Decentralized, global computers underscored by blockchains, including Ethereum, already have a wealth of offerings for software that remains unimpeded by any single entity. What’s even more important is that blockchains, when correctly set up, can offer a single system that can share data, handle transactions, run applications, and much more all in a single service.
It doesn’t hurt that blockchains are generally very cheap to use, highly transparent and ultimately trustless, which smooths out so many of the moving part issues seen in the current API landscape. This technology basically leapfrogs over the issues that come with bilateral API connections and offers an industry of open and distributed communication rather than the rush to roll out yet another “hub platform” that comes with subscription services and contracts.
However, even now, the limitations of the early technologies like Ethereum are giving way to better blockchain technologies like Corda and Substrate which can better meet requirements. These new technologies enable us to share and agree upon data between multiple peers without contracting to a single platform, or hub.
The Coadjute network is perhaps the best poster child for the transition away from traditional APIs. The platform aggregates property software systems, including those of estate agents, conveyancers, mortgage brokers, and lenders into a peer-to-peer network so that multiple users across various systems can cooperate, share and transact effortlessly. In doing so, it removes the monopoly of a single centralized platform and replaces it with an entire property market ecosystem. Soon this model will permeate into verticals all across the business landscape.
The Road Ahead
To be sure, there are and will continue to be some stumbling blocks along the way. For one, businesses need to understand there is a serious difference between blockchains used merely for creating a cryptocurrency versus the true potential of what this technology can offer. Education about what decentralized applications are, how they work, and how they can be implemented will take time to be absorbed by all. It will also be important to understand certain limitations and potential technical trouble spots, as blockchain technology will take time to mature and converge.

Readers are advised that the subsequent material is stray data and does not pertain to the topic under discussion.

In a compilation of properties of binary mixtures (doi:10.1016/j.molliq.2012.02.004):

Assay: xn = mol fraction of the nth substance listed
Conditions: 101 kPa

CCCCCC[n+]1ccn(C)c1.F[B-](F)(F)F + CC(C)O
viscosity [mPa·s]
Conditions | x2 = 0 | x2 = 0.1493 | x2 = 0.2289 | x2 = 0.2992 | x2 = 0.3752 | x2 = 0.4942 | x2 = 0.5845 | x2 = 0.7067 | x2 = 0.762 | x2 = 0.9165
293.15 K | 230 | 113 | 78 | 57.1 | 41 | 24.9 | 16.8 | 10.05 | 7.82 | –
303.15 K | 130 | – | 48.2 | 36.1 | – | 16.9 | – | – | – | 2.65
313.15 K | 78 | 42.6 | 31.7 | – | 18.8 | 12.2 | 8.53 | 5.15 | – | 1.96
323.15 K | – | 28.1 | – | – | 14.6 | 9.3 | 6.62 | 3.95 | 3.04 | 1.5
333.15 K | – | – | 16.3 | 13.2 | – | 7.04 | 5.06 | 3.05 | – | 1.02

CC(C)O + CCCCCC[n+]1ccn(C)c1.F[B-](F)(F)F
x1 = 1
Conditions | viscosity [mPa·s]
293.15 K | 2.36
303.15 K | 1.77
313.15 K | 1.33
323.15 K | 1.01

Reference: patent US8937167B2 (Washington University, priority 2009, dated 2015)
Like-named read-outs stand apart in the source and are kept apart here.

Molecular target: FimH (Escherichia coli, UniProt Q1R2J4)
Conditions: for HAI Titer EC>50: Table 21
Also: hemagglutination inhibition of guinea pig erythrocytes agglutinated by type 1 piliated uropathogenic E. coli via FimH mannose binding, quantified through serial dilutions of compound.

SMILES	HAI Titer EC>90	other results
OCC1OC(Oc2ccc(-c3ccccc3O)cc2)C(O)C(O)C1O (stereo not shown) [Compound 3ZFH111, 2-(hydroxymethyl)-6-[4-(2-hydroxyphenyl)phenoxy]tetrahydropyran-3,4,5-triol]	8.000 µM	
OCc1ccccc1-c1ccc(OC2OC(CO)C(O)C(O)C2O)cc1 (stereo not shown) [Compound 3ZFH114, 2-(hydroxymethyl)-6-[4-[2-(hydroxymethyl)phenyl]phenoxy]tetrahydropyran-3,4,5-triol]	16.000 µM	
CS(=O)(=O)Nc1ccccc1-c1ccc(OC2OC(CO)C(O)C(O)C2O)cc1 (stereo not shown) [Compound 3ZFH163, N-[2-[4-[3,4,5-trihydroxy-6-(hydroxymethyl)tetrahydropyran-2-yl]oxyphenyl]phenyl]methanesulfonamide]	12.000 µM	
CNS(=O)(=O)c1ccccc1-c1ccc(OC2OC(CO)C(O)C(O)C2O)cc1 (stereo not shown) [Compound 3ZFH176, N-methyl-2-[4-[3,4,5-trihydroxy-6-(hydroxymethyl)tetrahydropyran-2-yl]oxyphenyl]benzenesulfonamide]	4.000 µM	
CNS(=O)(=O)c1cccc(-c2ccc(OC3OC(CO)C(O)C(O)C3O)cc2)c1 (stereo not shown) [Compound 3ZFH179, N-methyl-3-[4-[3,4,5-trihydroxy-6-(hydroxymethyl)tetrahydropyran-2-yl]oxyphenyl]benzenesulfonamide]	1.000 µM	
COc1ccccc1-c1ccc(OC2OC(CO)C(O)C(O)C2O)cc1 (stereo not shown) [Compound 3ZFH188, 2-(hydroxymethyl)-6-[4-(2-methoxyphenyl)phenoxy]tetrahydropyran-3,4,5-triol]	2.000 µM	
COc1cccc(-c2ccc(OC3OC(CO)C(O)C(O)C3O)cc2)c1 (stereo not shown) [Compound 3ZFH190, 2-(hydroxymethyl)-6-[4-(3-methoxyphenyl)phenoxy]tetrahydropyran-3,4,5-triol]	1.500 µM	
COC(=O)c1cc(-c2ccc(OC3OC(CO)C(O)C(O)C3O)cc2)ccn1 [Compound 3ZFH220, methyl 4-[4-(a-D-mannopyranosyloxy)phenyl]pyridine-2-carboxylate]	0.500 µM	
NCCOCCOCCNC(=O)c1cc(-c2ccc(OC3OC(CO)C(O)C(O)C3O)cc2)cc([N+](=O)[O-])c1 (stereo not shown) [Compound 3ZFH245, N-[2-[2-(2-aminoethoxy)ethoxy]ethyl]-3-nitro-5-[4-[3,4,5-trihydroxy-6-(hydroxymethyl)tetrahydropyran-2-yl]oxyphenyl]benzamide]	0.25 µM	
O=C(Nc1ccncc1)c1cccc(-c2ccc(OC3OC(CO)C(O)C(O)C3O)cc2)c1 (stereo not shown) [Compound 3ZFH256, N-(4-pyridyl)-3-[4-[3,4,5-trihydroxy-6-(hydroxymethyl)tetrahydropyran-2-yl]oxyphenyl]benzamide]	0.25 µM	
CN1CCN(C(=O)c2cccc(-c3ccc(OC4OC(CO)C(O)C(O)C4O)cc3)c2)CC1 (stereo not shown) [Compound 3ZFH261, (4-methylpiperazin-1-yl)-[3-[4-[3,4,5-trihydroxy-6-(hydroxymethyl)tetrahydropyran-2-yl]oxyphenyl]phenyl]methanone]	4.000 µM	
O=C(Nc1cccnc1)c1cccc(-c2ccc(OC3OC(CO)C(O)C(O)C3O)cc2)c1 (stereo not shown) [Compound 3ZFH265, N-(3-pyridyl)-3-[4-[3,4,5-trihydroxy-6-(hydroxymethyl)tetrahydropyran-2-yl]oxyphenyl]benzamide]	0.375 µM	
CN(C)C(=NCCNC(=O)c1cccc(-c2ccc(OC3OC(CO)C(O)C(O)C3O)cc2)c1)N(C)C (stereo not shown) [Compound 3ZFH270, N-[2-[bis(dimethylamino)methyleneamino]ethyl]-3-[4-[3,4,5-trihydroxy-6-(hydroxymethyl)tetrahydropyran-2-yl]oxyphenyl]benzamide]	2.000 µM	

Then there are regulatory concerns. Considering that the world of decentralized technology is so new, and many of these services have financial assets built into them, it can be tricky to predict just how their use may be monitored or legislated by governmental bodies. This is admittedly mainly a concern for companies who implement blockchain specifically for transfers of value, not so much if these networks just run databases or manage a supply chain. Ultimately the way these systems are implemented will play a huge role in how they are seen in the eyes of the law, but non-financial services probably have little to worry about.
So, will APIs still be a major part of the industry moving forward? Almost undoubtedly, but the current interfaces will need to be updated and evolved utilizing the possibilities of blockchain. The bottom line is that the existing ecosystem of products very soon may be outdated, and if they don’t keep up, they will ultimately be replaced.
This article has also been published in DASL LinkedIn HERE